Definition of antagonism in English:

antagonism

noun

  • 1Active hostility or opposition.

    ‘the antagonism between them’
    ‘his antagonism toward the local people’
    ‘petty antagonisms and jealousies’
    • ‘In 1959 he became professor, by which time he had welcomed in the new NHS and done much to make his colleagues overcome their antagonism towards it.’
    • ‘The petty point-scoring highlights the deepening antagonism between the rivals.’
    • ‘The legal system can seek to limit family members' antagonism towards one another, particularly when relationships are ending.’
    • ‘And there often is an assumption that it is about hostility or antagonism between men and women.’
    • ‘Why, though, if truth is so wonderful, and so obtainable, is there so much antagonism toward science?’
    • ‘Both relationships are made difficult by a shared awareness of a history of mutual antagonism between ethnic groups.’
    • ‘In the early nineteenth century, the old British antagonism between Celts and Saxons was put on a biological footing.’
    • ‘The year-end election is likely to revive antagonism between the government and the opposition.’
    • ‘I am very sorry that some contributors to your letters page seem to be trying to encourage antagonism between different areas of the city hit by the floods.’
    • ‘Open public antagonism towards farmers will not help them, their communities or the rest of us.’
    • ‘What lies behind all this, I believe, is a deep sense of the fundamental antagonism between the government and the people it governs.’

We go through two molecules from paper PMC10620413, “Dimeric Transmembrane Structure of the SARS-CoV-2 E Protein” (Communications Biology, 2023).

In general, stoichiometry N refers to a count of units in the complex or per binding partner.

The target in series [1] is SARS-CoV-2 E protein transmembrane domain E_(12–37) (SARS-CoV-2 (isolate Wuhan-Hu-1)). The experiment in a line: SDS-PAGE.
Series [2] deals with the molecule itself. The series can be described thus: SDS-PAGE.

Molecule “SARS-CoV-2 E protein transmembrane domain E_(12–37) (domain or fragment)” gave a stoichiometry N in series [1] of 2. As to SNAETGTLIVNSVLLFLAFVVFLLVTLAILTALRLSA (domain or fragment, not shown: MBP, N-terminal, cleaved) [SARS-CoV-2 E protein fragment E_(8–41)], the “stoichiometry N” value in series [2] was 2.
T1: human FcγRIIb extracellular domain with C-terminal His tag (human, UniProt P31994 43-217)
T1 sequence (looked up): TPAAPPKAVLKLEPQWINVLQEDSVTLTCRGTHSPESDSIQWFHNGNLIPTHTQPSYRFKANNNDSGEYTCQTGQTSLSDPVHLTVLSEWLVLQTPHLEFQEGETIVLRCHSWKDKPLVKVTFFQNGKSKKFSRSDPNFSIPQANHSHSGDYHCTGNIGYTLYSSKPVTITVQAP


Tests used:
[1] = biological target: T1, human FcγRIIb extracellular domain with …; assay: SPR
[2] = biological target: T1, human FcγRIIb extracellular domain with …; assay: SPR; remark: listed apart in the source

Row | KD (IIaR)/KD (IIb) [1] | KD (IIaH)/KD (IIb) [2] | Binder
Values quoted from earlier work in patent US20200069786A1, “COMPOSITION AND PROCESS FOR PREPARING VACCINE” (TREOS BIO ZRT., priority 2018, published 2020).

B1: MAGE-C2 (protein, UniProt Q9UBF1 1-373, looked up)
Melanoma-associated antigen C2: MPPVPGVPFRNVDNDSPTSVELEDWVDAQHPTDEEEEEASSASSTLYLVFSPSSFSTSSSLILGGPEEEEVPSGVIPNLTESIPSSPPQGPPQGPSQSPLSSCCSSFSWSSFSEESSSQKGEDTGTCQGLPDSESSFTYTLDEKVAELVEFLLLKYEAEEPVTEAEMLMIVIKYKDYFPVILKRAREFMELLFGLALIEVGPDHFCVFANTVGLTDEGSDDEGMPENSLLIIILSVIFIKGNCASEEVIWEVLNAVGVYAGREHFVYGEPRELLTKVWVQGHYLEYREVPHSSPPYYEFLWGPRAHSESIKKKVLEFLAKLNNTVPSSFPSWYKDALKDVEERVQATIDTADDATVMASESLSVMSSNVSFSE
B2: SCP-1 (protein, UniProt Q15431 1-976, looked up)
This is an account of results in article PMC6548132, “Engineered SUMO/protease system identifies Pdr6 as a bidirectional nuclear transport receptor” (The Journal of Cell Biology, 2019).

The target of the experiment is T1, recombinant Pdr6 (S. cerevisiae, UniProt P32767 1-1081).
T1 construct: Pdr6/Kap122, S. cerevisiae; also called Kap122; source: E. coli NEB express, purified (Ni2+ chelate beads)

• ‘The antagonism between races in the city is nothing compared with the fear of it felt by those outside.’
    • ‘This perception has caused resentment, antagonism, and opposition to the West.’
    • ‘He said antagonism between the French teenagers and local youths had built up over the weekend, with a number of verbal exchanges.’
    • ‘Very often it is our discrimination against them that helps nurture their antagonism towards us.’
    • ‘The symbolic separation and opposition aside, the personal antagonism between the two men is not imagined by the media.’
    • ‘So much of the way people behave in negotiations causes anger, bitterness, hostility or antagonism.’
    • ‘For on a national level, New Labour has long since abandoned any Old Labour-style antagonism towards private education.’
    • ‘This suddenly changed the long-standing political antagonism between the East and the West.’
    • ‘Our natural state is antagonism towards authority and a general feeling of disenchantment.’
    hostility, friction, enmity, antipathy, animus, opposition, dissension, rivalry, feud, conflict, discord, contention
    View synonyms
    1. 1.1Biochemistry Inhibition of or interference with the action of one substance or organism by another.
      • ‘In order to understand the structural basis for pterin antagonism, selected derivatives were docked into the NOS pterin binding cavity.’
      • ‘As in biochemistry, antagonism in pharmacology is not restricted to competition.’
      • ‘This concept helps link mutualism to antagonisms such as herbivory, predation, and parasitism, interactions defined largely by the existence of costs.’

Origin

Early 19th century: from French antagonisme, from Greek antagōnizesthai ‘struggle against’ (see antagonist).

Pronunciation

antagonism

/ænˈtæɡəˌnɪzəm//anˈtaɡəˌnizəm/